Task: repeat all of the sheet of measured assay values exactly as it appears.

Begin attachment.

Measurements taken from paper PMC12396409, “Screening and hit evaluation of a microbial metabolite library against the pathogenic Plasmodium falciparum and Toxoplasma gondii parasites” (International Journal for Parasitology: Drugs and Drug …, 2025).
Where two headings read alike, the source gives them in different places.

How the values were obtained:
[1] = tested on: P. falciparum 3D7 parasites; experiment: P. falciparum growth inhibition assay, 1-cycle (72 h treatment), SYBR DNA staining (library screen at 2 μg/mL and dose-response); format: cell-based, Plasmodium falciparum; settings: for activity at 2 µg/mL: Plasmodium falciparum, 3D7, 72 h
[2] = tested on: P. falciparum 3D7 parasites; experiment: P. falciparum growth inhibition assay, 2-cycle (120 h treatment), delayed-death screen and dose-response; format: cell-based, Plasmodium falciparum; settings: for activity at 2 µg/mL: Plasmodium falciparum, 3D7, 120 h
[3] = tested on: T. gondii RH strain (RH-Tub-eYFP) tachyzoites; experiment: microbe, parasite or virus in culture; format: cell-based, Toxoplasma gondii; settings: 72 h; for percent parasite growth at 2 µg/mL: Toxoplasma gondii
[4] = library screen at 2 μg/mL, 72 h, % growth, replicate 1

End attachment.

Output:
Measurements taken from paper PMC12396409, “Screening and hit evaluation of a microbial metabolite library against the pathogenic Plasmodium falciparum and Toxoplasma gondii parasites” (International Journal for Parasitology: Drugs and Drug …, 2025).
Where two headings read alike, the source gives them in different places.

How the values were obtained:
[1] = tested on: P. falciparum 3D7 parasites; experiment: P. falciparum growth inhibition assay, 1-cycle (72 h treatment), SYBR DNA staining (library screen at 2 μg/mL and dose-response); format: cell-based, Plasmodium falciparum; settings: for activity at 2 µg/mL: Plasmodium falciparum, 3D7, 72 h
[2] = tested on: P. falciparum 3D7 parasites; experiment: P. falciparum growth inhibition assay, 2-cycle (120 h treatment), delayed-death screen and dose-response; format: cell-based, Plasmodium falciparum; settings: for activity at 2 µg/mL: Plasmodium falciparum, 3D7, 120 h
[3] = tested on: T. gondii RH strain (RH-Tub-eYFP) tachyzoites; experiment: microbe, parasite or virus in culture; format: cell-based, Toxoplasma gondii; settings: 72 h; for percent parasite growth at 2 µg/mL: Toxoplasma gondii
[4] = library screen at 2 μg/mL, 72 h, % growth, replicate 1